If we were having coffee, I’d probably be thanking you for swinging by the coffee shop and picking something up for me on your way here. You’ll find me at my family’s farm, way out in the back fields. It’s strawberry season, which means I work on weekends. Don’t worry about getting lost–there are maps located in the black mailbox fixed to the orchard sign to pick up as you drive in. When you get to the patch, you will most likely find me under the canopy greeting customers and handling check-out. Continue reading
If we were having coffee, the first thing you might notice is that I’m not actually drinking coffee. I prefer tea. The first thing I would tell you is let you know that I’ve been wanting to do this for weeks. I’ve seen many of these posts from bloggers I follow for weeks upon weeks, but was never able to take time to do my own. Until now.
So, friend. I’m so glad to be with you right now. Or, as Jane says in The Lizzie Bennet Diaries…
What is new in your life? Maybe I should save those questions until the end. In my enthusiasm, I’m getting ahead of myself.
If we were having coffee, I’d probably complain quite a bit about my back problems. I pulled something a month ago at work and have been fighting the uphill battle to health ever since. It’s better than it was–dosages of ibuprofen, icing it several times a day, and three visits to the chiropractor certainly helps. Most days are now good ones and it has stopped keeping me up at night, but progress is still slow.
If we were having coffee, I would tell you all about yesterday’s canoeing adventure. One of my camp friends came up from the cities and we canoed a ten-mile stretch of the St. Croix River. In Minnesota, there are some hobbies that, because of the ever-changing seasons, you can only do a few times a year. Canoeing is one of them. I have been dying to get a canoe in the water for the past three months. It wasn’t a very warm day, nor were the conditions good. Amy and I battled wind and whitecaps the majority of the trip. But it was wonderful. There are few better things than being on the water, paddle in hand, with nowhere else to be. At one point, we passed a man and his kids struggling to get un-stuck from a tree. He looks over at us and goes, “You’re still smiling? I lost mine a while ago.” He was right–despite the fact that our arms felt like they were about to fall off, we were both still smiling. It was exhausting, but I’d do it again in a heartbeat. Sadly, I probably won’t set foot in a canoe until next summer.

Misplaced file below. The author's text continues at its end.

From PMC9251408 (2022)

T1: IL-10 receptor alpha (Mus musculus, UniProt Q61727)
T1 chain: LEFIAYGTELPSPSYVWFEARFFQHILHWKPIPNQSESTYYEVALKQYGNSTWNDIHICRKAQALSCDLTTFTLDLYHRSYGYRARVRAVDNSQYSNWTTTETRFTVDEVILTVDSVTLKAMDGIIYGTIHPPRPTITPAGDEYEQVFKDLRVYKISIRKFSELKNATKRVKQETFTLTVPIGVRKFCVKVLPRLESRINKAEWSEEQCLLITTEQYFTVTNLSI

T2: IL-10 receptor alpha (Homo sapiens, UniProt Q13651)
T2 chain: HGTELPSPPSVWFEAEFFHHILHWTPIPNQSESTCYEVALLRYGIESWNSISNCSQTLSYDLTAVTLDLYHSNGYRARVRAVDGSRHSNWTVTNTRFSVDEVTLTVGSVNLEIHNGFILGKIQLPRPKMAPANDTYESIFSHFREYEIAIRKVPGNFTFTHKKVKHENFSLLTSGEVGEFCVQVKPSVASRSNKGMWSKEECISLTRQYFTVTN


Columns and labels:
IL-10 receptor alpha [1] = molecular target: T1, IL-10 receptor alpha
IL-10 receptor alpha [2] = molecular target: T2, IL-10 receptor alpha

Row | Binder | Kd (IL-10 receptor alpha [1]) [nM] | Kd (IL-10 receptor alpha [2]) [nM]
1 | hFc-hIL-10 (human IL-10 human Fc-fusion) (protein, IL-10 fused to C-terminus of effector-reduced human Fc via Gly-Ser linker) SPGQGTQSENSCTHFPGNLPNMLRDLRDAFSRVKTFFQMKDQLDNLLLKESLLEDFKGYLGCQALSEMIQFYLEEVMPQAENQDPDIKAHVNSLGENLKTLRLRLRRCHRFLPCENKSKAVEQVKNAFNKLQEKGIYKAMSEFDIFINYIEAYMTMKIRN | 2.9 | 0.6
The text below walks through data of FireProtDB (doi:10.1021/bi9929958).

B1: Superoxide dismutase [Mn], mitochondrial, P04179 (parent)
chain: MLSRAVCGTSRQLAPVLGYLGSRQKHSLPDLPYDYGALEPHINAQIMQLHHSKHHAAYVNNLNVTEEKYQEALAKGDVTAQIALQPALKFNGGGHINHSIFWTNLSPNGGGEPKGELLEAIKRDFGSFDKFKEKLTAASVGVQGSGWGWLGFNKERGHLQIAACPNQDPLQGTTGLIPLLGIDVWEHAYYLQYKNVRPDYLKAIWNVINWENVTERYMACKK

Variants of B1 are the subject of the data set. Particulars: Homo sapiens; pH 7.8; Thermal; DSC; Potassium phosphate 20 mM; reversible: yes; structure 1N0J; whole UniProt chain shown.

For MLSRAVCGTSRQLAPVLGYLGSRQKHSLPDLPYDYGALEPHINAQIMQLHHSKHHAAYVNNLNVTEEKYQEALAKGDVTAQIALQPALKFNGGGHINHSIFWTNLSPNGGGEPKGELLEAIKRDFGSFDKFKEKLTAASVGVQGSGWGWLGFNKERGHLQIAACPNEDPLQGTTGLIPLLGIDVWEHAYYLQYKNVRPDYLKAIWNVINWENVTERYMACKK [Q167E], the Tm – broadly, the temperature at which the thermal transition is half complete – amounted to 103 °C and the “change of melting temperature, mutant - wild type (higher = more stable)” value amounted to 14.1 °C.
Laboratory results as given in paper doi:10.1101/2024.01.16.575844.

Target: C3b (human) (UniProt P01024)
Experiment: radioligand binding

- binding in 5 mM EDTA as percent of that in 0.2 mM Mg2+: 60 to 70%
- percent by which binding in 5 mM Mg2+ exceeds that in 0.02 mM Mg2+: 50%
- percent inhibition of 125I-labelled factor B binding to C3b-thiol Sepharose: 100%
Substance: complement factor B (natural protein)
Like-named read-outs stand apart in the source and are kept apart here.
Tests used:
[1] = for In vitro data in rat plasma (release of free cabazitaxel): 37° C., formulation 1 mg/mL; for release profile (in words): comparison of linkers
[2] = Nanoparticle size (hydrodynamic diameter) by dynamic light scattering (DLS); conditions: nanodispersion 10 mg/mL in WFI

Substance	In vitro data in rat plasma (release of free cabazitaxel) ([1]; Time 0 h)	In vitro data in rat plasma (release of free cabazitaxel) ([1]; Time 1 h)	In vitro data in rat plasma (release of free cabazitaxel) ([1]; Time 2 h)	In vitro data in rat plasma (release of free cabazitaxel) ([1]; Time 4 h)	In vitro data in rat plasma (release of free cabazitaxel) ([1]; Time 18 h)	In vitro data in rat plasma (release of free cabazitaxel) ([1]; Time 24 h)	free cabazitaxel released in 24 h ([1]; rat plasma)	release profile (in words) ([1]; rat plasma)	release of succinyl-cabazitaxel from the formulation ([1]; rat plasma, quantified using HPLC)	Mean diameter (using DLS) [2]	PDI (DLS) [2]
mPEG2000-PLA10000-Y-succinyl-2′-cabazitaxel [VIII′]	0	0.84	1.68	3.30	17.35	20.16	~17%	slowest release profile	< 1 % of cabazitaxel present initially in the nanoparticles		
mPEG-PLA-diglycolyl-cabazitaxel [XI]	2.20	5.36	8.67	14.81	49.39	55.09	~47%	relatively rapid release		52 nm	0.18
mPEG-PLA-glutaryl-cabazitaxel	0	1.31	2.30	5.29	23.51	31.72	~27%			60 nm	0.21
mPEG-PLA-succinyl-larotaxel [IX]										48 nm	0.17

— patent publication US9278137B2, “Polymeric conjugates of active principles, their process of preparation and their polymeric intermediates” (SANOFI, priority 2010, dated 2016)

If we were having coffee, I would tell you that apple season is almost here. I work on my family’s apple orchard and we are less than two weeks from opening day! We spent a good deal of time this week indoors (due to rain) cleaning our main retail building. I spent many hours scrubbing coolers, sweeping floors, and rubbing down cooking trays. In addition, the apple harvest has begun! My brother and I began picking the early varieties. Our big cooler is now filled with several stacks of Redfree and State Fair apples.
I’m really excited for Fall. It’s been four years since I’ve been around for a full season–and even then, I only worked weekends due to school and extra curricular commitments. Summer has been wonderful, but our work crew has slowly dwindled to just my brother and I. Fewer hands mean tasks take longer and the familiarity of siblings mean we don’t have as much to talk about. When September 4 is here, all the fall employees will come. There will be people selling in the store, high schoolers washing and sorting fruit in the back area, and a crew of bakers assembling pies and goodies in the kitchen. It’ll be wonderful to have new people to talk to.
Okay, okay. Enough about me. Time to pass the talking-stick to you. What would you share if we were having coffee?
This post is part of the Weekend Coffee Share link up at Part Time Monster.
Well, friends. Strawberry season has come and gone. Thank goodness.
I’m not going to lie, I’m happy to see it go. Although it was our shortest season yet (clocking in at two and a half weeks of picking), it felt like my family’s pick-your-own patch was open forever. For two weeks, I was in the fields every day without break. Although things slowed down significantly after the 4th of July passed, I got really sick of making small talk and trying to find pleasant ways to explain why the berries at the end of the season were smaller than those at the beginning.
Now that we’ve closed, it’s back to full-time fieldwork. We’ve been hard at work during the non-open hours over the past few weeks fighting what I affectionately call the Battle of the Weeds. Now that we don’t have customers consuming all our time, a few days of solid hoeing should help us finally gain ground in our newer strawberry fields.
Now that we’ve closed, I get an extra half hour of sleep every night.